Teachers have been using virtual reality (VR) video of Nazi bombings to educate pupils about the London Blitz during World War II.
Animated footage by a Surrey company helped children better understand the atrocities of the air raids on the capital.
The London Blitz gives a 360-degree, three-dimensional experience of the capital during a Luftwaffe air raid.
Pupils of a British School in Dubai were shown the video of the London under fire.
Leatherhead based animators Liquid Productions hope to take youngsters back in time to days like December 29, 1940, when the 57-day long Blitz attack reached its peak and more bombs hailed down onto London than on any other day of the Nazi campaign.
"Over 1,400 fires raged, one covering half a square mile," a spokesman for the company said.
"It was the night that the famous photograph of St Paul's Cathedral showing through smoke was taken by Herbert Mason and a night that 14 firefighters died, along with hundreds of civilians.
Viewers can move around in the animated scenes of Holburn Station which served as and air shelter, while explosions go off overhead.
You can watch part of the video below. It works best with a VR headset:
Animators originally produced the video in 2015 to "showcase" how traditional stories could be presented using VR and it was shared on the Internet for anyone to watch.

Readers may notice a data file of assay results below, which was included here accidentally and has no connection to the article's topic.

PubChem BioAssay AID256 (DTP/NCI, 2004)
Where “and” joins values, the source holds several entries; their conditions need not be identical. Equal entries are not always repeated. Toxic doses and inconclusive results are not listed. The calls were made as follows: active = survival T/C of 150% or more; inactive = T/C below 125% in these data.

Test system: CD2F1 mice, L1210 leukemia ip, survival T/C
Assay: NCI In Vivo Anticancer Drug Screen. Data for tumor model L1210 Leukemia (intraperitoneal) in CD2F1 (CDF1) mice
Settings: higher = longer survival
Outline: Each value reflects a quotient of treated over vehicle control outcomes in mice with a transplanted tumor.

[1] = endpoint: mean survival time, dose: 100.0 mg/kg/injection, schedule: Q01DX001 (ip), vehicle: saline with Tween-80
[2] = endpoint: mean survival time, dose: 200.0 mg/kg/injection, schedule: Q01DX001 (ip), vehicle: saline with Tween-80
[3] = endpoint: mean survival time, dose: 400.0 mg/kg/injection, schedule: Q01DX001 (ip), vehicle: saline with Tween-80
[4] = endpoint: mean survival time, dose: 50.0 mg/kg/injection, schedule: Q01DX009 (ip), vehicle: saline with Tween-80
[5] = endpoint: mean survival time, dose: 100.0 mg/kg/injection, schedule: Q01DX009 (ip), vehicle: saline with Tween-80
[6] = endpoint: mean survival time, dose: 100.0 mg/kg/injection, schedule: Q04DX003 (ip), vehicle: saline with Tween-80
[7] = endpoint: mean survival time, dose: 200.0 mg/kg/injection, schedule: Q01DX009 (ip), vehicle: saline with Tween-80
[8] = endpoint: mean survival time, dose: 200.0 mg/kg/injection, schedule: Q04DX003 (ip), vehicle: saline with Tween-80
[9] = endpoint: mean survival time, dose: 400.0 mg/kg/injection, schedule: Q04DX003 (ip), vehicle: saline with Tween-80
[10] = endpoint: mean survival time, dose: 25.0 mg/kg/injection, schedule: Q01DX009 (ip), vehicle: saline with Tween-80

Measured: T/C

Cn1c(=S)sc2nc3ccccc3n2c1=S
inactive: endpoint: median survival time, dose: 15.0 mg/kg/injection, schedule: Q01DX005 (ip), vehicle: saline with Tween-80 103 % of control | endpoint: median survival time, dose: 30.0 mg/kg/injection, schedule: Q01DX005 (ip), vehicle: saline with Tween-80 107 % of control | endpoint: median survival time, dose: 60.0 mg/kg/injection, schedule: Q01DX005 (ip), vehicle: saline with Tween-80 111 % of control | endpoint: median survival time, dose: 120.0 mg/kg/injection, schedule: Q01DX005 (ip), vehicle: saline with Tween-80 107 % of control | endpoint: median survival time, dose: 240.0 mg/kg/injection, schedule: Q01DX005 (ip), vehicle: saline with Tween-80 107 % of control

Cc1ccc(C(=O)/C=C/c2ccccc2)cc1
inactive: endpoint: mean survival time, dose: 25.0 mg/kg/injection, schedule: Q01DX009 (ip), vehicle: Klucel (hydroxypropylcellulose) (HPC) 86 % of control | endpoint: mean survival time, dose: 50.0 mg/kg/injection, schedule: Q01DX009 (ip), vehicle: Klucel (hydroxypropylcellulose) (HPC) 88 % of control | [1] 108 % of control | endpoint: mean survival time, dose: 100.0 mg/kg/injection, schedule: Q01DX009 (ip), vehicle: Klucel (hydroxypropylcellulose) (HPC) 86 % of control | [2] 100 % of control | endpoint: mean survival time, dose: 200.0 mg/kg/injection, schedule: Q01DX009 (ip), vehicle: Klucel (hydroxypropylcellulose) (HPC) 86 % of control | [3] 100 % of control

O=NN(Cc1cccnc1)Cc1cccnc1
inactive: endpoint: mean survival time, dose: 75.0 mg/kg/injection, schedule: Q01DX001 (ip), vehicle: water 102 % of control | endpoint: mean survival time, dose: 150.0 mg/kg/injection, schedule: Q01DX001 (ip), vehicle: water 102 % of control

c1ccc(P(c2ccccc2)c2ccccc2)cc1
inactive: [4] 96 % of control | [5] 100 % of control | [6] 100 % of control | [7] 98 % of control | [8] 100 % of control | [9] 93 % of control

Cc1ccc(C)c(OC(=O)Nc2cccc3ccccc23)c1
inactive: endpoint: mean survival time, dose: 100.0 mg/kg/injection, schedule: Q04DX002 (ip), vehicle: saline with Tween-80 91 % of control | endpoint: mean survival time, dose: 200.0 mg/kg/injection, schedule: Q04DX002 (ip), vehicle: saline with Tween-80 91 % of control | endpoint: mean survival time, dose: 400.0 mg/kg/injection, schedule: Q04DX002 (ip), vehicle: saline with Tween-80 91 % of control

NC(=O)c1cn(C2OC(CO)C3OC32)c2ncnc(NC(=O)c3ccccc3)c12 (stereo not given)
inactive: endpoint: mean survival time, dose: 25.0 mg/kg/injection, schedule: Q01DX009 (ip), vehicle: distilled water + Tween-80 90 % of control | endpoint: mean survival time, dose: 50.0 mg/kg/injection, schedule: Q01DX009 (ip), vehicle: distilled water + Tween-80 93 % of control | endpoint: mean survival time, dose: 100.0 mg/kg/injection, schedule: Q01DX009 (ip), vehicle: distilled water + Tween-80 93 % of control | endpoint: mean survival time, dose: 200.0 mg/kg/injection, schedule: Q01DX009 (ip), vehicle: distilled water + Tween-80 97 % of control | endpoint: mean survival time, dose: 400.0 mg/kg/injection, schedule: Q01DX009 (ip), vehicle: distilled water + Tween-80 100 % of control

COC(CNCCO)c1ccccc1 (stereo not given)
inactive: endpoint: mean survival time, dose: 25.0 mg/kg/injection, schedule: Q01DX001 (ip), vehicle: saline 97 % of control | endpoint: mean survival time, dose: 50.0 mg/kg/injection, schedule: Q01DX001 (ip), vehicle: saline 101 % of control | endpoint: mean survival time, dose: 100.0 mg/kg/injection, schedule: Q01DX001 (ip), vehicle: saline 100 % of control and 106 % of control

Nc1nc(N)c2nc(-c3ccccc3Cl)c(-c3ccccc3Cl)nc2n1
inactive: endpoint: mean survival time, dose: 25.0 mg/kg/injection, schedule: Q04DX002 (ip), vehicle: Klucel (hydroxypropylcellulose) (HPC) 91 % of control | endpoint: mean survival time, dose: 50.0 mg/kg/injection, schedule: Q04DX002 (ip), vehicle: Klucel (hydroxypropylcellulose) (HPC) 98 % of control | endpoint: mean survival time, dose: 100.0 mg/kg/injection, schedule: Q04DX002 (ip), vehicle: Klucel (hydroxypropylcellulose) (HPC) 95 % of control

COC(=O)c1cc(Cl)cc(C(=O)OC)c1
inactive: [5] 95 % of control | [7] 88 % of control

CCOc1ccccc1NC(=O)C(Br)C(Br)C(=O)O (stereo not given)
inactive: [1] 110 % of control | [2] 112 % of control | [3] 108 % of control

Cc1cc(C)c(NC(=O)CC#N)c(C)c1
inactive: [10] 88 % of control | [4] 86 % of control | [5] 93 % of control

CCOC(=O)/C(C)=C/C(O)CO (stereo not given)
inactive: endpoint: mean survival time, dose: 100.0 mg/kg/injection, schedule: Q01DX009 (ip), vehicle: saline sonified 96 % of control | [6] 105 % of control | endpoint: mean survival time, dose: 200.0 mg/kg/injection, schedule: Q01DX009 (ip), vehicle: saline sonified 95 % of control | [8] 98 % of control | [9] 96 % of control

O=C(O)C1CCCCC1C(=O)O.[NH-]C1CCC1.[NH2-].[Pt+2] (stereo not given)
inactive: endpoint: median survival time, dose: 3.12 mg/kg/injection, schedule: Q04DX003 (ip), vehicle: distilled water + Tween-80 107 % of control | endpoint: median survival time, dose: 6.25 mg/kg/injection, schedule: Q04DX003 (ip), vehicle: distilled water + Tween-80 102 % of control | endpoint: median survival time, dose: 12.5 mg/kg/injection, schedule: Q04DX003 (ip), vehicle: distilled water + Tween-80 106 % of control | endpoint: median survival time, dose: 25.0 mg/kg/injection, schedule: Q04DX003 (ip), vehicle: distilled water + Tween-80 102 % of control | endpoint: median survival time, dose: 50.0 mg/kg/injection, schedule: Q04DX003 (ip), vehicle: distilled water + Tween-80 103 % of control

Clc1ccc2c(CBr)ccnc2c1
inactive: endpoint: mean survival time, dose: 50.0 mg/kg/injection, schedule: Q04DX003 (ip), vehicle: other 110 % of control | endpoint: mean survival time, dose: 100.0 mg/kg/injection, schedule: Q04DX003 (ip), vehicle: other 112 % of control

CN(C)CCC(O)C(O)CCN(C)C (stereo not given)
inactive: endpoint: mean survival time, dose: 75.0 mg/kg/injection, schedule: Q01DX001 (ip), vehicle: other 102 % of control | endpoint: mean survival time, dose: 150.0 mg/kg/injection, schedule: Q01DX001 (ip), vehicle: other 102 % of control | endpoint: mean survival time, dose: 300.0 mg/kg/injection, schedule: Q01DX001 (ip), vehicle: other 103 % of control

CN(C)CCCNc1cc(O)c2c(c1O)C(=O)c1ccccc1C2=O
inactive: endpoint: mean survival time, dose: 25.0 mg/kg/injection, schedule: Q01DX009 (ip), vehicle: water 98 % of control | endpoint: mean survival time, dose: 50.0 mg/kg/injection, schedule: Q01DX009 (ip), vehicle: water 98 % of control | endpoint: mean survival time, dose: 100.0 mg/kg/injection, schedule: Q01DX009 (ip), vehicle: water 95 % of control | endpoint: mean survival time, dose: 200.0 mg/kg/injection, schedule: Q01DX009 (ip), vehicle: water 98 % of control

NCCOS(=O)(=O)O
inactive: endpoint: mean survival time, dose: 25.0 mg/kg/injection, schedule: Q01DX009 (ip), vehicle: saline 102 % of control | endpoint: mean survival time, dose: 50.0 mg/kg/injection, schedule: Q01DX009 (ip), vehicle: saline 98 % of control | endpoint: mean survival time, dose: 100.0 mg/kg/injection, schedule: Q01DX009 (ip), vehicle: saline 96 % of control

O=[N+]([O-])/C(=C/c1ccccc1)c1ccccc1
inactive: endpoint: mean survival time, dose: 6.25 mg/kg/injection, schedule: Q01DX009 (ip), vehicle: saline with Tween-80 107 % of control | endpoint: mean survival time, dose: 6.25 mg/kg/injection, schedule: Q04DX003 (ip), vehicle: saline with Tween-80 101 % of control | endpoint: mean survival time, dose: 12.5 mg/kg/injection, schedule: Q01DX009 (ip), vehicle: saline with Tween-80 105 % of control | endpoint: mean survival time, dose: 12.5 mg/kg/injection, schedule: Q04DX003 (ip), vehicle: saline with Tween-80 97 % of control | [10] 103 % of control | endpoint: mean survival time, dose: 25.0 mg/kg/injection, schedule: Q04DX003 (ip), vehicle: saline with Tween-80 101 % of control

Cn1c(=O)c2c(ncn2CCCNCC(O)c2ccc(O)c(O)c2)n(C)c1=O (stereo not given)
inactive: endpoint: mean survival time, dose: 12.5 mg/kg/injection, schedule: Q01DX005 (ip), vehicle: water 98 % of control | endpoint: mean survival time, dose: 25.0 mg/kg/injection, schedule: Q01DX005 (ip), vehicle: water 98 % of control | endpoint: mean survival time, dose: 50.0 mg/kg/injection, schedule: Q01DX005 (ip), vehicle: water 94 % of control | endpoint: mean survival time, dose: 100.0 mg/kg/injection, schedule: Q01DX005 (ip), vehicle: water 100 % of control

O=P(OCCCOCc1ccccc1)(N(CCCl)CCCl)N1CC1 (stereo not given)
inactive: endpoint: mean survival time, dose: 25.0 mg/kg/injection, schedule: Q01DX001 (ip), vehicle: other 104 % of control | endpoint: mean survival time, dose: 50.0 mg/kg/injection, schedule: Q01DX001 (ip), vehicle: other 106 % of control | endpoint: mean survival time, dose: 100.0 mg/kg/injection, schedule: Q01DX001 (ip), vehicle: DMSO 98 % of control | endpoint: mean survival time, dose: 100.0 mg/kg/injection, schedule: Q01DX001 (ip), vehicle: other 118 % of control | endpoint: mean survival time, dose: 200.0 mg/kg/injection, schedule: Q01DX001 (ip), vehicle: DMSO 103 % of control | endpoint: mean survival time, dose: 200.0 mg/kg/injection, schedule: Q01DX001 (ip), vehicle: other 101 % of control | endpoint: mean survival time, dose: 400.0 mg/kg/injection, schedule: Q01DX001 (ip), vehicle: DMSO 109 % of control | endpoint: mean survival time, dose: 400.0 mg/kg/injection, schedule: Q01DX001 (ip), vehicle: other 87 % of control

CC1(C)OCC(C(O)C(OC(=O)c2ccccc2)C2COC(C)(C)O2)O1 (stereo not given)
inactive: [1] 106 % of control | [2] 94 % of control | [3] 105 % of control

Years later, at the end of 2017, the company realised teachers were using the content in their history lessons.
Animator Alex Green said: "We started receiving hundreds of comments online and were tagged in a video tweeted by JESS Dubai, a British School in Dubai.
"They had used our 360 film in a history lesson and recorded the reactions from children after they had experienced The Blitz.
"I’m so glad they reached out to us as their remarks left me genuinely speechless.
"I was bowled over by the impact our 360 film had made on their learning."
A video by the school shows the youngsters reaction to the animated air raid.
Later they were asked to write poems about the bombings.
One pupil said: "It was really quite real and helped me a lot with my writing as I could hear and feel what was happening during the Blitz."
Tom Edge, a Year 6 teacher at the school, said: "The engagement, the questioning and the conversation that went on this year blew my mind because of the things the students were picking up on that you can't pick out just from a picture.
"The VR was so immersive and the descriptions we got out of it as a result were amazing.
"As a learning experience there is nothing else like it."
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